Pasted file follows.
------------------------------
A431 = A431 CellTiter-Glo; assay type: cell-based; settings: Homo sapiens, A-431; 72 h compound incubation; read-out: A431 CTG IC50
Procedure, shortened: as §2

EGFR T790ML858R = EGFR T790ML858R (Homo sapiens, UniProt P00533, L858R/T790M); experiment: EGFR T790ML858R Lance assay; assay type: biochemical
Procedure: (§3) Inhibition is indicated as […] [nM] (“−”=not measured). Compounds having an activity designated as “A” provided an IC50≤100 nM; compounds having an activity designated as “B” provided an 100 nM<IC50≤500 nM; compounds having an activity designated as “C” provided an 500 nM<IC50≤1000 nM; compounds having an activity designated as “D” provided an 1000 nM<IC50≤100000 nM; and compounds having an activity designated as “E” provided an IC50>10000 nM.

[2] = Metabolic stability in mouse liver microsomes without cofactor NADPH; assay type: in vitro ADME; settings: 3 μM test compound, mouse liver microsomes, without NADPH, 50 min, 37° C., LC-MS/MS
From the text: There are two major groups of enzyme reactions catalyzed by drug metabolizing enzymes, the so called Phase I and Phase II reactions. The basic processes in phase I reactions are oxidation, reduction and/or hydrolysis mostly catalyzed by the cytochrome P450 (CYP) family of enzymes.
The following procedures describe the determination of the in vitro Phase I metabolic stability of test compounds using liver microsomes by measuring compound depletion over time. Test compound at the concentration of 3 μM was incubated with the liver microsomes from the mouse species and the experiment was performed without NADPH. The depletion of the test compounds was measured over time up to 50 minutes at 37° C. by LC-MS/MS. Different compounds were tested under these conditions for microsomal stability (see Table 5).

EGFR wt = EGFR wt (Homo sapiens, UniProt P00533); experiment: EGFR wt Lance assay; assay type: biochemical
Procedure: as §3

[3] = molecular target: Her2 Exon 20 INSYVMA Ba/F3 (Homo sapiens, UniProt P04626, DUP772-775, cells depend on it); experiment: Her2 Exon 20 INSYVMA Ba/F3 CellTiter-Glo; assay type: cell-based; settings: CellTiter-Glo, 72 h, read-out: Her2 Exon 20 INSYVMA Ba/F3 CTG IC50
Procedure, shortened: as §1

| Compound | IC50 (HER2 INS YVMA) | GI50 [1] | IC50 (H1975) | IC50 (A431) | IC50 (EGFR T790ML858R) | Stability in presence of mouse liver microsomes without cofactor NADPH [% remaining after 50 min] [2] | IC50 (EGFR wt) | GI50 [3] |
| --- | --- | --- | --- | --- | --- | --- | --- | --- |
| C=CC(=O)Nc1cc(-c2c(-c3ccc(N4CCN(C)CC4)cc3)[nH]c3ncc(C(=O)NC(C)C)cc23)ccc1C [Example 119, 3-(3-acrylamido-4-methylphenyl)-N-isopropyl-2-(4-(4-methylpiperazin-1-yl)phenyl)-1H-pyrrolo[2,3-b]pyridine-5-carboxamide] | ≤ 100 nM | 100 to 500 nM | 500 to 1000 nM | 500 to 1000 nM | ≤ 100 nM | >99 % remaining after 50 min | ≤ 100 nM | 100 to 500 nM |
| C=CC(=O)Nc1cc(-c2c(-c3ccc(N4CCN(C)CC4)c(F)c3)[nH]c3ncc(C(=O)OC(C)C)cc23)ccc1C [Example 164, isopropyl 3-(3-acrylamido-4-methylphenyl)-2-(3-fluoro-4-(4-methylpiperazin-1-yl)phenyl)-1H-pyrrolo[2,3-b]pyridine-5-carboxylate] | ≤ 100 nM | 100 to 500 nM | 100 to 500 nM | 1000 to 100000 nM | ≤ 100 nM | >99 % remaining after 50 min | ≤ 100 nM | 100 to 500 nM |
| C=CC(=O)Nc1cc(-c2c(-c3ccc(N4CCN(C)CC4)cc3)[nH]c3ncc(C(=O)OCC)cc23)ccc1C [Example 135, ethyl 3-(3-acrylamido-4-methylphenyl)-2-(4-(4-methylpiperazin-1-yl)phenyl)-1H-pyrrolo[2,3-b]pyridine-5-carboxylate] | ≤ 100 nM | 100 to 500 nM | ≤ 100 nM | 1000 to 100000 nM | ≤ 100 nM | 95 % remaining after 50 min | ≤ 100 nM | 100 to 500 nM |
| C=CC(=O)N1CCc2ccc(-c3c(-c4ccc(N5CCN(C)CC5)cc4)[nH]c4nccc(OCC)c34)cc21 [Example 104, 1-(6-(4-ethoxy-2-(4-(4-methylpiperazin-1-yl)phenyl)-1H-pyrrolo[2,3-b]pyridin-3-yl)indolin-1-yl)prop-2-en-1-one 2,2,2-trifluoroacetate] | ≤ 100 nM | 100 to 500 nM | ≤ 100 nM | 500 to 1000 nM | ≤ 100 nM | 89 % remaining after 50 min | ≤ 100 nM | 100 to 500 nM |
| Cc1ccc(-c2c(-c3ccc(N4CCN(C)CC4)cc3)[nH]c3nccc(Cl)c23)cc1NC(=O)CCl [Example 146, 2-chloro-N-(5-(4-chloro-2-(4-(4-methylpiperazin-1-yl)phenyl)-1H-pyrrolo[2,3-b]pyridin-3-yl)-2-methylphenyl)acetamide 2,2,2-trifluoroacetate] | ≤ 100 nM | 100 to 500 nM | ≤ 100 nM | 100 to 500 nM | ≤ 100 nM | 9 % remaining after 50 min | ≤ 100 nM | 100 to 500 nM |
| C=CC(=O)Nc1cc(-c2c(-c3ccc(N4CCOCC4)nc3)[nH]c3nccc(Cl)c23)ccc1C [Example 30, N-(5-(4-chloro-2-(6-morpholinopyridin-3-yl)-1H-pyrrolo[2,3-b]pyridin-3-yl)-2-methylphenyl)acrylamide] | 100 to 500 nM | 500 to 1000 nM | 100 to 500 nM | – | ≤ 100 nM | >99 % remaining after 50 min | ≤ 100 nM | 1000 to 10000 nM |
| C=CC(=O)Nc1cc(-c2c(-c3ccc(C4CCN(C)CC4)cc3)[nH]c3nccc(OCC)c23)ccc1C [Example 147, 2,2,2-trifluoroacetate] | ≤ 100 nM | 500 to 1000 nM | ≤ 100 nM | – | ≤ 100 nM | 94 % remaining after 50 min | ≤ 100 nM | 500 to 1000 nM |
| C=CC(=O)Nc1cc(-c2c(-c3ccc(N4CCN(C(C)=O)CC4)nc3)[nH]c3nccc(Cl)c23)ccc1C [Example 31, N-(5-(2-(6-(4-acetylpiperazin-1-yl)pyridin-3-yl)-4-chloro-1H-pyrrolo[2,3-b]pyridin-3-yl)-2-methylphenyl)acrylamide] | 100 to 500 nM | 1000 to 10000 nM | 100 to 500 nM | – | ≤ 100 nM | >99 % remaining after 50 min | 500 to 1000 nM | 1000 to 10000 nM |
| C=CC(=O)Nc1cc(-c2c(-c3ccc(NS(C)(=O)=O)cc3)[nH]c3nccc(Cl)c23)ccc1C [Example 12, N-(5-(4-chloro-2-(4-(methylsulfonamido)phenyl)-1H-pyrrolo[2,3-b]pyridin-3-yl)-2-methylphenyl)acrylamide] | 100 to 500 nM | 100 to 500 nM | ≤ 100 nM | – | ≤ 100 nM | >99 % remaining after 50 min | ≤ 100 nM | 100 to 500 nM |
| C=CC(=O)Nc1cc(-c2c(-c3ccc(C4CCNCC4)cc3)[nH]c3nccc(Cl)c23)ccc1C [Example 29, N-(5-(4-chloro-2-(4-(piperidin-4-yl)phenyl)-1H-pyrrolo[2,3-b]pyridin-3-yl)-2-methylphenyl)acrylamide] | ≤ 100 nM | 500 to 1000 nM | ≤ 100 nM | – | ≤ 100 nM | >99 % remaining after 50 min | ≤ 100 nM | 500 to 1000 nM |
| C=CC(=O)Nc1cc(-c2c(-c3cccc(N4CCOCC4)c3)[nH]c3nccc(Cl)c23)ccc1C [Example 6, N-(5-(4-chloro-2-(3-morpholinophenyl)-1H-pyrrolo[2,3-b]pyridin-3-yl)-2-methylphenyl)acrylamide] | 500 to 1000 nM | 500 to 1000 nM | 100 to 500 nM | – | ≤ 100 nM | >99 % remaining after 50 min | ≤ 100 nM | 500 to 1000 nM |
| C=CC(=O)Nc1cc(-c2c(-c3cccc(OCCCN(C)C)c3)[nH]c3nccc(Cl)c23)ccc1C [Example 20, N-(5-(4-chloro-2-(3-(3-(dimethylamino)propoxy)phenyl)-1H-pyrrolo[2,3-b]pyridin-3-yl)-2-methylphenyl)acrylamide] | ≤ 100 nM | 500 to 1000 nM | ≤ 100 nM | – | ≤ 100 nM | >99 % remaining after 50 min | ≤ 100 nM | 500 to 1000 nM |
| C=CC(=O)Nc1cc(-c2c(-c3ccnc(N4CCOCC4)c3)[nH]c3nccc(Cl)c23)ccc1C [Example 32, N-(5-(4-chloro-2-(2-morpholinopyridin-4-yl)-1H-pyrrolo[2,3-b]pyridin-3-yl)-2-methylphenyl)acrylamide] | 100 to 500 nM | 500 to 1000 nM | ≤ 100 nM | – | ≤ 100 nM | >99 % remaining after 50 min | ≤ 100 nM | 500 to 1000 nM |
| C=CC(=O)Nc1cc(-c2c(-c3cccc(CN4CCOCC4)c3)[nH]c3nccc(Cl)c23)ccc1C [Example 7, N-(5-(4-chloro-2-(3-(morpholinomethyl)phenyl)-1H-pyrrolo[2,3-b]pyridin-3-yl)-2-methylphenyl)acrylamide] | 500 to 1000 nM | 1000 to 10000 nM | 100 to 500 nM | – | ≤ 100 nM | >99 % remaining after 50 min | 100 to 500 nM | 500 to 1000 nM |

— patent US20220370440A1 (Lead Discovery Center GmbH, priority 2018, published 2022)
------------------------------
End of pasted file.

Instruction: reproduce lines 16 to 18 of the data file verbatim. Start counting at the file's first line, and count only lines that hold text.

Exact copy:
| C=CC(=O)Nc1cc(-c2c(-c3ccc(N4CCN(C)CC4)cc3)[nH]c3ncc(C(=O)OCC)cc23)ccc1C [Example 135, ethyl 3-(3-acrylamido-4-methylphenyl)-2-(4-(4-methylpiperazin-1-yl)phenyl)-1H-pyrrolo[2,3-b]pyridine-5-carboxylate] | ≤ 100 nM | 100 to 500 nM | ≤ 100 nM | 1000 to 100000 nM | ≤ 100 nM | 95 % remaining after 50 min | ≤ 100 nM | 100 to 500 nM |
| C=CC(=O)N1CCc2ccc(-c3c(-c4ccc(N5CCN(C)CC5)cc4)[nH]c4nccc(OCC)c34)cc21 [Example 104, 1-(6-(4-ethoxy-2-(4-(4-methylpiperazin-1-yl)phenyl)-1H-pyrrolo[2,3-b]pyridin-3-yl)indolin-1-yl)prop-2-en-1-one 2,2,2-trifluoroacetate] | ≤ 100 nM | 100 to 500 nM | ≤ 100 nM | 500 to 1000 nM | ≤ 100 nM | 89 % remaining after 50 min | ≤ 100 nM | 100 to 500 nM |
| Cc1ccc(-c2c(-c3ccc(N4CCN(C)CC4)cc3)[nH]c3nccc(Cl)c23)cc1NC(=O)CCl [Example 146, 2-chloro-N-(5-(4-chloro-2-(4-(4-methylpiperazin-1-yl)phenyl)-1H-pyrrolo[2,3-b]pyridin-3-yl)-2-methylphenyl)acetamide 2,2,2-trifluoroacetate] | ≤ 100 nM | 100 to 500 nM | ≤ 100 nM | 100 to 500 nM | ≤ 100 nM | 9 % remaining after 50 min | ≤ 100 nM | 100 to 500 nM |